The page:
The biggest argument I get into with mental trainers is the question of whether the target is in the present or future.
This is important for your mental golf game because present thoughts are subconscious and future thoughts are conscious. Conscious thoughts hurt your mind’s ability to accurately guide your body through the golf swing.
So, to restate the questions as the mental trainers see it: Are mental trainers advising their clients to focus on a conscious thought that will actually hurt their game?
What I’m talking about is the advise you see almost universally from mental trainers to see a picture of the target and then keep that picture in mind as you hit a shot. If the picture of the target is a future thought, a conscious thought, then the mental trainers are setting their players up for failure because any conscious thought during physical movement, such as the golf swing, is a distraction that can hurt the accuracy of that movement.
Their argument states that when throwing a ball to a target, the target is in the present. Therefore since it works for throwing a ball, it must work for hitting a golf ball toward a target. They do not offer any proof or scientific evidence of this theory.
In the first aspect they are correct. When you throw a ball toward a target, the target IS in the present.
When hitting a golf ball they are INCORRECT. Here’s why…
First, the reason the target is in the present for the throw: the subconscious is trying to figure out how much effort to use to get the ball to the target. To accomplish the task the subconscious uses both the visual feedback AND bio-feedback to accomplish this task. The visual feedback gives the brain the information on the distance while the bio-feedback is weighing the ball in your hand to figure the effort needed.
The two forms of feedback work as a check and balance for each other until the calculation is made to throw the ball.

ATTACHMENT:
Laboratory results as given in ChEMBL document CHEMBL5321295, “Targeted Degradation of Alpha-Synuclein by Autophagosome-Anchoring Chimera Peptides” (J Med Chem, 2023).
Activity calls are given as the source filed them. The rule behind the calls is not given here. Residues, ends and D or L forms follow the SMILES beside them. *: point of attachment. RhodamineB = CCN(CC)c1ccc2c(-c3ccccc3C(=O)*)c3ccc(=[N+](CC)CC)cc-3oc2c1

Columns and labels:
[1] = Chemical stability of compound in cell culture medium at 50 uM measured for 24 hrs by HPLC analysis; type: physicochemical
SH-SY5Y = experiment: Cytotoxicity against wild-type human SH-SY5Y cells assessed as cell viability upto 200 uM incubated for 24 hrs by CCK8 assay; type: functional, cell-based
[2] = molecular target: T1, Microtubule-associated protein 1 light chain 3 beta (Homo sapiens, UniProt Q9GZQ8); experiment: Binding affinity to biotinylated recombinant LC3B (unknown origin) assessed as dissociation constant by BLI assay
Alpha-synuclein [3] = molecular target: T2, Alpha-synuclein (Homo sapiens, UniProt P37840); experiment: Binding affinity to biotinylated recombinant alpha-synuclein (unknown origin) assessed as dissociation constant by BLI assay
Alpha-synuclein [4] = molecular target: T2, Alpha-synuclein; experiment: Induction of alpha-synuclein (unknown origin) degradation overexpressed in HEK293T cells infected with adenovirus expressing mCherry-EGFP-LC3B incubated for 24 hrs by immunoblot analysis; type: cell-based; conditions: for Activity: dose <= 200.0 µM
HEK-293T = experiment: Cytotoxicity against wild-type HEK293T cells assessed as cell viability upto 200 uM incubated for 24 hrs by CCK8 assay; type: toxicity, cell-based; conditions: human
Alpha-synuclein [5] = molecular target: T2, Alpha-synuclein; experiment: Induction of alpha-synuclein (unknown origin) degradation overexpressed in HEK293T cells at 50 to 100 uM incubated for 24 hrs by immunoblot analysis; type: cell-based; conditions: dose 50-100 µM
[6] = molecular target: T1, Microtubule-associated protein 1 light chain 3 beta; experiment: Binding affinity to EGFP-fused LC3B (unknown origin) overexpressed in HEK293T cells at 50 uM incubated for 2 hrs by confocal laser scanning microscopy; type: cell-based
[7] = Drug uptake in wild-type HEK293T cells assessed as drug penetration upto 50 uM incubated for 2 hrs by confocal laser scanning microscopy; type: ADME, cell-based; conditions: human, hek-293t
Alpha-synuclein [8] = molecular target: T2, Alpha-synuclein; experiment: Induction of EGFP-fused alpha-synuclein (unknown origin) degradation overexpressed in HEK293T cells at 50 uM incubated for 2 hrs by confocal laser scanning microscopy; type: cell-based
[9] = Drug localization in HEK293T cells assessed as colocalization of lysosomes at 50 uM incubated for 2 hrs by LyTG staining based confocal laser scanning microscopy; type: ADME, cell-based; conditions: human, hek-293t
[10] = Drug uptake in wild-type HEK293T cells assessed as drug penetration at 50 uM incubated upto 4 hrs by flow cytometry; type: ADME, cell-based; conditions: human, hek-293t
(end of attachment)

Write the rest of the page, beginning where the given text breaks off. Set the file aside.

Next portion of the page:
When hitting a golf ball, you don’t have the golf ball in your hand. Instead you have a golf club and its job is to strike a golf ball. Just as it does when holding a ball, your biofeedback is weighing the object you are holding – golf club, and the visual feedback wants to focus on the target of the object you are holding – the golf ball.
Therefore, when hitting a golf ball, the target is in the future and the golf ball is in the present.
Now to prove my point, try a little experiment. Do both parts of the theory with your eyes closed.
First throw a ball at a target, but before you throw the ball, close your eyes and try to see the picture your mind is trying to see. if you’re not sure try it a few times to make sure. If you want to add a twist, close your eyes, turn 360 degrees around and, keeping your eyes closed, try to throw the ball and hit the target. You should find your mind trying to calculate how far you turned and trying to figure out where the target is located.
Next do the same with a golf ball. Go to the range, setup to the ball and before you start your swing, close your eyes. Keep trying until you see what your mind is trying to focus on. When you see the ball in your mind, you’ll hit it.
Both closed eyes exercises will prove conclusively which target is in the present for each situation.
But being right in this debate doesn’t solve the problem that started the whole argument in the first place…
The dilemma in golf is how to get the golf ball to the target if you must focus only on the golf ball. That is the very puzzle that Bio-Visual Focus solves with a step by step process that creates a routine to bring the target to the ball while engaging both your bio-feedback and visual feedback to focus in the present in a way that the conscious does not disturb them during the shot
The result is the elimination of doubt for every shot you hit on a golf course plus the distance and accuracy to back it up.
One thought on “Why “Throwing a Ball” Analogy Doesn’t Work for Golf”
I hit shots with my eyes closed and saw the target, not the ball, I must have done it wrong. I hit good shots too! The target seemed in the “present” to me subconscious mind.